|Publication number||US4222376 A|
|Application number||US 06/072,898|
|Publication date||16 Sep 1980|
|Filing date||6 Sep 1979|
|Priority date||6 Sep 1979|
|Publication number||06072898, 072898, US 4222376 A, US 4222376A, US-A-4222376, US4222376 A, US4222376A|
|Original Assignee||Louis Praprotnik|
|Export Citation||BiBTeX, EndNote, RefMan|
|Patent Citations (9), Referenced by (41), Classifications (20)|
|External Links: USPTO, USPTO Assignment, Espacenet|
The present invention relates to exercise machines, and specifically to exercise machines used in the treatment of arthritis and other medical conditions of limitation of movement of the arms, shoulder, legs and spine.
For many such conditions, a particularly helpful treatment is simple exercise of the affected joints and muscles. For this purpose, various types of exercise machines have been provided, including bicycle-type machines for the legs and machines provided with levers or light-weight pulls for the arms. Frequently these conditions do not affect all of the limbs.
A primary purpose of the present invention is to provide an exercise machine for the treatment of arthritic persons by which both the arms and legs may be exercised simultaneously, or by which one limb may be utilized to impart movement to others. Another purpose is to provide an exercise machine which will provide for spinal movements. Still another purpose is to provide an exercise machine for which the user may sit on an ordinary chair, or lie in bed.
Briefly summarized, the present invention comprises a base having sockets which will accept and secure the lower ends of the legs of a chair. A vertical standard extends upward from the base to an upper end which supports for rotation a slanting stem member, which slopes upward and outward to an upper end which supports for rotation bicycle-type handlebars. By propelling the handlebars about, the upper end of the stem member may be made to trace a circular path, stretching the spine and bending both arms over a wide range of movement.
A first bicyle-type crank assembly, provided with foot pedals, is supported, below the stem member by the vertical standard, at the lower end of an arm member which extends upward and outward from the standard. A second bicycle-type crank assembly is mounted at the outer end of the arm and is provided with handgrips. The two crank assemblies are operably coupled by a pair of pulleys and a belt, whereby rotation of one crank rotates the other, so that a stronger, readily moved limb may be utilized to impart movement to other weaker limbs whose range of movement is impaired.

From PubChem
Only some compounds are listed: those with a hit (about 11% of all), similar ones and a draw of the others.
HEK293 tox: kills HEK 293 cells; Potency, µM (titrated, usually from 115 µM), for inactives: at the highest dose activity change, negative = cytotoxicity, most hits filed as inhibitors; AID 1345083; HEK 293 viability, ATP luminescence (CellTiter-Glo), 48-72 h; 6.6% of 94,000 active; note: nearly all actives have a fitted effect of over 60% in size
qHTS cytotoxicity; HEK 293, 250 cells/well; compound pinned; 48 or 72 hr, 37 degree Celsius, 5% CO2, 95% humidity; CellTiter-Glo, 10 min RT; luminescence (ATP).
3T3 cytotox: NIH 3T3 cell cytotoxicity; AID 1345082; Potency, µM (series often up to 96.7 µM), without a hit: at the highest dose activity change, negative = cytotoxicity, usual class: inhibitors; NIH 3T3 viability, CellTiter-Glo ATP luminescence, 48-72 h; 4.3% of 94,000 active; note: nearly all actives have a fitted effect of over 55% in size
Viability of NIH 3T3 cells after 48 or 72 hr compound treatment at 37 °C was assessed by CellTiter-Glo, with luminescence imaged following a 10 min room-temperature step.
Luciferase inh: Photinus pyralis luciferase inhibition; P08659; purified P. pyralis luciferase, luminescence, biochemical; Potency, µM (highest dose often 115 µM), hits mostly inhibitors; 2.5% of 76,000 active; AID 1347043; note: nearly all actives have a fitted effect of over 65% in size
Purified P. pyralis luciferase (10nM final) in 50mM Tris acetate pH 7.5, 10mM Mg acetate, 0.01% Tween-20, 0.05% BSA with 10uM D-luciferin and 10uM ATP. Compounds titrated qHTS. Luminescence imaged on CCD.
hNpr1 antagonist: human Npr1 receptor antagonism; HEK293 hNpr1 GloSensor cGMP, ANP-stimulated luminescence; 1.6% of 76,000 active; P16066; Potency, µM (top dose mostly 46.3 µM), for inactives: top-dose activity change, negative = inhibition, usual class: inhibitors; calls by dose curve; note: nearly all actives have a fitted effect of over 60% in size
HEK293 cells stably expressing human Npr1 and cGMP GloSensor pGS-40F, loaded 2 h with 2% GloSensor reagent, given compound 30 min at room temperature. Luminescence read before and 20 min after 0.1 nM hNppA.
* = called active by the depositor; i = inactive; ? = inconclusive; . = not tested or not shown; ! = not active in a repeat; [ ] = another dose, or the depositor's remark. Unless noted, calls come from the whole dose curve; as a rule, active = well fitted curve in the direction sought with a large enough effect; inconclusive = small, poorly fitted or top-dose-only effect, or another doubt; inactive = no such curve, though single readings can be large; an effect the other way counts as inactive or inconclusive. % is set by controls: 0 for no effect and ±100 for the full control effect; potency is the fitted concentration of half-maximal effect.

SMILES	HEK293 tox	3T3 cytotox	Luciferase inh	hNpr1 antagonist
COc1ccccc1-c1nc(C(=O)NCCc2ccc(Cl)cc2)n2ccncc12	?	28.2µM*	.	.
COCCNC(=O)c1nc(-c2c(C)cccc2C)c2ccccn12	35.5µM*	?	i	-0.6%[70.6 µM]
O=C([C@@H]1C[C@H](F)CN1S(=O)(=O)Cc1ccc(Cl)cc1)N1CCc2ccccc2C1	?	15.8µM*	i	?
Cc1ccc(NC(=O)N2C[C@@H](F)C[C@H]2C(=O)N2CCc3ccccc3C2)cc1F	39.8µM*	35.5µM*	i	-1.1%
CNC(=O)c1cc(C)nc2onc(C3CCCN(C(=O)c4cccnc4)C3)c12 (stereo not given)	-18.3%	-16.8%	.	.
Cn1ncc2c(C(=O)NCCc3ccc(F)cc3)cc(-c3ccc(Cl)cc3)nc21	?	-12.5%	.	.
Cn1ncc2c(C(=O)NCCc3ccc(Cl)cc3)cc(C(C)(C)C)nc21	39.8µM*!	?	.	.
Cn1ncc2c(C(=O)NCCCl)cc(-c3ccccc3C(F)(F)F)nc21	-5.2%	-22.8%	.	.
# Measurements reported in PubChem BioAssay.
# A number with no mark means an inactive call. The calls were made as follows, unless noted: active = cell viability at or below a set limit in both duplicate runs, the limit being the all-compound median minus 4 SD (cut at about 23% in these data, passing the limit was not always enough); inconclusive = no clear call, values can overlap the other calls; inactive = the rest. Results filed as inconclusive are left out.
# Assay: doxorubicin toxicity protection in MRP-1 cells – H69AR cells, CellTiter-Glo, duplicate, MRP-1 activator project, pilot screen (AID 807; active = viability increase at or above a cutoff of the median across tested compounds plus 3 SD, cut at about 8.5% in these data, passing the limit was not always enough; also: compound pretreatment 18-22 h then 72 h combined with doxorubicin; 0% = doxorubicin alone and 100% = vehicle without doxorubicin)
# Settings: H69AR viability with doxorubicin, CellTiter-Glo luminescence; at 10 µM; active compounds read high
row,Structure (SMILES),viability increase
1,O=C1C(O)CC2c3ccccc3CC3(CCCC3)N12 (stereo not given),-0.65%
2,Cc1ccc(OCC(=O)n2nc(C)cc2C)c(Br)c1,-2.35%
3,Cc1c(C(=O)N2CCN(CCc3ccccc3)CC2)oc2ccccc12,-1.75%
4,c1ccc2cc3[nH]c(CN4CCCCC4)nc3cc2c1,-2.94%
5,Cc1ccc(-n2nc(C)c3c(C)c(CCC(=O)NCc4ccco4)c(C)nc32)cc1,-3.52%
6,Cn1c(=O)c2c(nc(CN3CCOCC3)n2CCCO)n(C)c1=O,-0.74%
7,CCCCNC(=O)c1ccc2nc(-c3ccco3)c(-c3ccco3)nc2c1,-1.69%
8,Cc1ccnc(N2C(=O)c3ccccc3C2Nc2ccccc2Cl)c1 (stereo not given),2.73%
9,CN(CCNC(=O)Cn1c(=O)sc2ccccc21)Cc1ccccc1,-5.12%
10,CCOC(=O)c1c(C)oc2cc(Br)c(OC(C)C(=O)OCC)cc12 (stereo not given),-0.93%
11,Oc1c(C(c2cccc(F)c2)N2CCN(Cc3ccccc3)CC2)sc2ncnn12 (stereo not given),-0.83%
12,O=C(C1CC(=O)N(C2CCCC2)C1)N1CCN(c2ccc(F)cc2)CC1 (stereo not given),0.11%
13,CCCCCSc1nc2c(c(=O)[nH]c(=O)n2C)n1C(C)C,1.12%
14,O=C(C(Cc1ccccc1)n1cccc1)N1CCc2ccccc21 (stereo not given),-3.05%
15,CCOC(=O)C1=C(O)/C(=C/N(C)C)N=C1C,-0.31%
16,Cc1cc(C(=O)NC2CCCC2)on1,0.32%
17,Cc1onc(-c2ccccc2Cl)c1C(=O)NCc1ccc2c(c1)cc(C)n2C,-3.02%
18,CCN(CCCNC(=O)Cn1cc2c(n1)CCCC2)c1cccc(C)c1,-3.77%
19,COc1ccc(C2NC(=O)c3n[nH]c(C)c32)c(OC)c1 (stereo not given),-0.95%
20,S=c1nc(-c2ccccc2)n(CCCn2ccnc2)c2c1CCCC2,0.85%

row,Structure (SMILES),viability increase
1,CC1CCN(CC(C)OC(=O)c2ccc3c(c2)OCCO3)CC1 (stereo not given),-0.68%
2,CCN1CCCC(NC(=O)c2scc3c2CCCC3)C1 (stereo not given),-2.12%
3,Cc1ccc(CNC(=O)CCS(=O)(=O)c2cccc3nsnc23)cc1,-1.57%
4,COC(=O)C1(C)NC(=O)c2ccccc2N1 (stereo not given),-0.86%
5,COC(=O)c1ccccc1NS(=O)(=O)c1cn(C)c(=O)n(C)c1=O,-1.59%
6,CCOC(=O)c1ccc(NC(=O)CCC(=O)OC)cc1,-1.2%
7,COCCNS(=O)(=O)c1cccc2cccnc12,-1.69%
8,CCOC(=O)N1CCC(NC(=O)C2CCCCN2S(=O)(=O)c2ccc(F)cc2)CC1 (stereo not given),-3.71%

FIG. 1 is a isometric drawing of a preferred embodiment of the present exercise machine shown with its handlebar mechanism exploded and with a chair, utilized with the exercise machine, shown in phantom lines.
FIG. 2 is a side elevation of the exercise machine of FIG. 1, showing the machine rotated 180° on its base with a chair in phantom lines fixed to the base, and in phantom lines showing the handlebar mechanism rotated one-half revolution from its position shown in solid lines.
FIG. 3 is a schematic line drawing taken from the position of one seated on the chair as in FIG. 2 and showing the handlebar mechanism rotated one-fourth revolution to the right.
FIG. 4 is a line drawing, similar to FIG. 3, showing the handlebar mechanism rotated one-fourth revolution to the left.
As shown in FIG. 1, the preferred embodiment of the present exercise machine is comprised of a base assembly, generally designated 10, to which a chair a, or other leg-supported seating furniture, may be mounted, a vertical standard hereafter referred to which supports a lower bicycle-type crank assembly, generally designated 30, and an upper rotatable handlebar mechanism, generally designated 50. A support arm 60 mounts an upper bicycle-type crank assembly, generally designated 70, coupled by V-belt drive to the lower crank assembly 30.
Described in detail, the base assembly 10 is U-shaped and includes a pair of parallel, horizontally-extending legs 11, of square tubing, and an upright support member 12 of similar tubing, mounted at the midpoint between the legs 11, with a smaller cross-section square post 13 extending upward from the upper end of the member 12. Each leg 11 mounts a slidable socket assembly 15 comprised of a square tube segment 16 slidable upon the legs 11 and fixed in position by a setscrew 17, and further comprised of an upward-extending socket portion 18 on the tube 16 into which the lower ends of the legs of the chair a are clamped by a setscrew 19.
The post 13 of the base assembly upright support member 12 accepts the lower end of a vertical standard lower section 25, which is of square tubing.